Time can appear to fly in two kinds of scenarios: either you’re having so much fun, life is such a party, that you don’t realise where the time went. Or you are not living at all, but just surviving.
In my case, it was the latter for the most part of 2017. My friends and family are already tired of listening to the reasons, so there is no point extrapolating them here anymore.
Thus, instead of resigning to the fact that 2017 was a complete and utter failure, I thought of listing out the moments in each month of last year, when I felt happy. When I felt grateful. When I felt proud.
I could not cover every month, but here they go:
There are two standout moments here.
The first was watching La La Land. My spirits needed lifting, and they were soaring through every moment of this film. As I realised while reading The Romantic Manifesto by Ayn Rand, which I’d coincidentally finished just a couple of days ago – understanding was key to enjoying art. This was a film that hit me hard because of how well I understood it. I was a fool with dreams, and it spoke to my dreams.
The second moment was watching Wayne Rooney score his record 250th goal for Manchester United. I remember falling off the couch in disbelief at the free kick. We all want our heroes to win, we ache for it as they do.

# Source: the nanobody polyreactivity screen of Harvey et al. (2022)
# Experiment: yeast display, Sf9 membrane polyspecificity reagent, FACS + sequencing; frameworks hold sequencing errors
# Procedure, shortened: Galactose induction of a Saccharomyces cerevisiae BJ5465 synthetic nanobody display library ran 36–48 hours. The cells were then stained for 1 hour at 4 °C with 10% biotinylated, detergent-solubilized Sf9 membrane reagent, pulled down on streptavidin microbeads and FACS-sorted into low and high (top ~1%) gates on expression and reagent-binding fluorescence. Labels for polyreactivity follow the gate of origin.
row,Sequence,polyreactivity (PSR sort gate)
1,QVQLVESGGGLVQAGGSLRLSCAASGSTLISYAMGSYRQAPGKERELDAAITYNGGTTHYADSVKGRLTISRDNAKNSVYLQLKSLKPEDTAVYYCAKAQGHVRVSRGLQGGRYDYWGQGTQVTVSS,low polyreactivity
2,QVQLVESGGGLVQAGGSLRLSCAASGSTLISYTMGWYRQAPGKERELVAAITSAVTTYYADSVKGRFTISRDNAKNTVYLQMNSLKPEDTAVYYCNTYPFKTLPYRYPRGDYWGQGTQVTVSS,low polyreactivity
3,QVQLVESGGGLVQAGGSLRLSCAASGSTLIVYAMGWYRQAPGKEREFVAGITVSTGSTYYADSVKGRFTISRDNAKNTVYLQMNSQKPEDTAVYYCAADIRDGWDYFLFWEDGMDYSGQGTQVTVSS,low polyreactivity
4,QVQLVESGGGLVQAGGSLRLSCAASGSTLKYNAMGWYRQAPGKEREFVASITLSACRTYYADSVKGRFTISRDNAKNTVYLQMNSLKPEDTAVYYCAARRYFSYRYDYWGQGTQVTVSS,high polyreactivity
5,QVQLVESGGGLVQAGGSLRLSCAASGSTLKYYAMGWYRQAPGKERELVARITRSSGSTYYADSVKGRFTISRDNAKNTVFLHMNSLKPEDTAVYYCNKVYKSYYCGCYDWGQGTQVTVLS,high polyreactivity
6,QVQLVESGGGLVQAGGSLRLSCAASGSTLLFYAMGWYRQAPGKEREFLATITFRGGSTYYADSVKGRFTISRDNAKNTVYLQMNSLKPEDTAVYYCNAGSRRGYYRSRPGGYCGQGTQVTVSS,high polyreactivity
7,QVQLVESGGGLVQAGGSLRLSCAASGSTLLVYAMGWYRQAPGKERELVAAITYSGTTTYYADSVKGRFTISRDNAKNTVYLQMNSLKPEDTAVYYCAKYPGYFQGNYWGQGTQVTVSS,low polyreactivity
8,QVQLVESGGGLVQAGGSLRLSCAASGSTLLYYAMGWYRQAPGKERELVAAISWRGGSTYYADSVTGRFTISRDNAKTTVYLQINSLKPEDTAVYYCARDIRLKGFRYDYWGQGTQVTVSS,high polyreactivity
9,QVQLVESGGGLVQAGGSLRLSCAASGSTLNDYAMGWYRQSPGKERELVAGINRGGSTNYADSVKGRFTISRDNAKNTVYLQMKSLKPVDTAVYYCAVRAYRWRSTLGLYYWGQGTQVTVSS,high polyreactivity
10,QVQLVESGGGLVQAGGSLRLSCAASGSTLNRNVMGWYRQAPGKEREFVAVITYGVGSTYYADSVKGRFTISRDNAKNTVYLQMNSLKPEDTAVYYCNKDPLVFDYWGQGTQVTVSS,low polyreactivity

It had been months, perhaps years since I’d taken a proper lungful of breath. This was the month when a surgery gave me that wish.
Supposedly a routine surgery, it never feels like that when you’re wheeled off into the operation theatre. There is a small detail in this story that I’ll never forget.
A padding needs to be put in the nose after the surgery is over. I did not read anything about the process on the internet, but my dad did. He went to the extent of finding out that there were two types of padding: the standard one had to be removed a week after surgery. But the other one, the more expensive one was dissolvable, so it wouldn’t need to be removed, thereby saving me some pain. When asked, I told my dad I’ll go with the standard option, no need to pay extra. But he did it anyway.
It wasn’t about the money. It was the research he did, to find out whether there is a way for me to feel more comfortable, and less pain. The little things that were not so that make my Dad special.
My first recording on a keyboard, of ‘Mia & Sebastian’s theme’ from La La Land. It took a weekend, a night and about 150 retakes. I felt proud. Love must meet hard work to blossom. And that kind of exhaustion feels special, when you know it was for something you really care about.
I woke up one Sunday and googled for nearby breakfast places, and found Brooke Bond Tea House. If given a choice, I’d pick tea over every other beverage. I knew it from the first sip of tea there, that it wouldn’t be my last. It became a place for me to relax for a change.
After two months of traveling alone in Europe back in 2015, I took my first solo trip in India to Mahabaleshwar on a long weekend. Walking with no sense of direction or time all day in rain, I wondered – if only I could control my daily life like this. If only I could live life at my pace, and not be caught between a carrot and a stick forever.